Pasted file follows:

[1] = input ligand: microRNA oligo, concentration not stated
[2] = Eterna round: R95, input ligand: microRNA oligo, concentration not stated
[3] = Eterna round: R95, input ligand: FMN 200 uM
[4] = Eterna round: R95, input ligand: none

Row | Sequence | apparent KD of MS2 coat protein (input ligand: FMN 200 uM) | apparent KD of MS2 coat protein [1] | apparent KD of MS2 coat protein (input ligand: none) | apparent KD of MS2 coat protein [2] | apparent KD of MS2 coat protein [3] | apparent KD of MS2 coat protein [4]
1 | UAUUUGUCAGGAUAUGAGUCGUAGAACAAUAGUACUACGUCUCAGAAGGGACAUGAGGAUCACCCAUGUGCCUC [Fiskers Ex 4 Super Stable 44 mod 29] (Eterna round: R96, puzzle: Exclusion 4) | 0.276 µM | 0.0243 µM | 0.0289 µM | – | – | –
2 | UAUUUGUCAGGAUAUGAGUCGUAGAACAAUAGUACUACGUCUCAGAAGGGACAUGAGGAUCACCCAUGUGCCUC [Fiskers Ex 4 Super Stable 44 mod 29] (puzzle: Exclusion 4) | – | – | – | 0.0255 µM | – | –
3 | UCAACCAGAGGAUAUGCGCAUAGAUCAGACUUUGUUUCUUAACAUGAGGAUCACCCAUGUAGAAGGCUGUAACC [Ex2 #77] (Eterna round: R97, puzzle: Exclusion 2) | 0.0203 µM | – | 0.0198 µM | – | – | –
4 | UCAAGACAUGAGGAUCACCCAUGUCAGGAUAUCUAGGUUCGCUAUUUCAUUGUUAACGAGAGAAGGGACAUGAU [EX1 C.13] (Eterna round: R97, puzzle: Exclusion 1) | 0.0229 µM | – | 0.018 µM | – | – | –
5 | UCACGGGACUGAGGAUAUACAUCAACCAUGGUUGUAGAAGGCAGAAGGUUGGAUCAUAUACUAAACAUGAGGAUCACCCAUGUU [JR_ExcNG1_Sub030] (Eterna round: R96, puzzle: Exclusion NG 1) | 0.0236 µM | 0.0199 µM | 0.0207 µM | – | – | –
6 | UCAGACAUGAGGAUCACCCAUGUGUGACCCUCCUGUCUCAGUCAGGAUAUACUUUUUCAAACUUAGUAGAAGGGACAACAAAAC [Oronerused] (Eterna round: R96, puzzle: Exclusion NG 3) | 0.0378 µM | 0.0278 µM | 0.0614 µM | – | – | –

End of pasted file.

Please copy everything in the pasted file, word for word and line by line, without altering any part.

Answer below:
[1] = input ligand: microRNA oligo, concentration not stated
[2] = Eterna round: R95, input ligand: microRNA oligo, concentration not stated
[3] = Eterna round: R95, input ligand: FMN 200 uM
[4] = Eterna round: R95, input ligand: none

Row | Sequence | apparent KD of MS2 coat protein (input ligand: FMN 200 uM) | apparent KD of MS2 coat protein [1] | apparent KD of MS2 coat protein (input ligand: none) | apparent KD of MS2 coat protein [2] | apparent KD of MS2 coat protein [3] | apparent KD of MS2 coat protein [4]
1 | UAUUUGUCAGGAUAUGAGUCGUAGAACAAUAGUACUACGUCUCAGAAGGGACAUGAGGAUCACCCAUGUGCCUC [Fiskers Ex 4 Super Stable 44 mod 29] (Eterna round: R96, puzzle: Exclusion 4) | 0.276 µM | 0.0243 µM | 0.0289 µM | – | – | –
2 | UAUUUGUCAGGAUAUGAGUCGUAGAACAAUAGUACUACGUCUCAGAAGGGACAUGAGGAUCACCCAUGUGCCUC [Fiskers Ex 4 Super Stable 44 mod 29] (puzzle: Exclusion 4) | – | – | – | 0.0255 µM | – | –
3 | UCAACCAGAGGAUAUGCGCAUAGAUCAGACUUUGUUUCUUAACAUGAGGAUCACCCAUGUAGAAGGCUGUAACC [Ex2 #77] (Eterna round: R97, puzzle: Exclusion 2) | 0.0203 µM | – | 0.0198 µM | – | – | –
4 | UCAAGACAUGAGGAUCACCCAUGUCAGGAUAUCUAGGUUCGCUAUUUCAUUGUUAACGAGAGAAGGGACAUGAU [EX1 C.13] (Eterna round: R97, puzzle: Exclusion 1) | 0.0229 µM | – | 0.018 µM | – | – | –
5 | UCACGGGACUGAGGAUAUACAUCAACCAUGGUUGUAGAAGGCAGAAGGUUGGAUCAUAUACUAAACAUGAGGAUCACCCAUGUU [JR_ExcNG1_Sub030] (Eterna round: R96, puzzle: Exclusion NG 1) | 0.0236 µM | 0.0199 µM | 0.0207 µM | – | – | –
6 | UCAGACAUGAGGAUCACCCAUGUGUGACCCUCCUGUCUCAGUCAGGAUAUACUUUUUCAAACUUAGUAGAAGGGACAACAAAAC [Oronerused] (Eterna round: R96, puzzle: Exclusion NG 3) | 0.0378 µM | 0.0278 µM | 0.0614 µM | – | – | –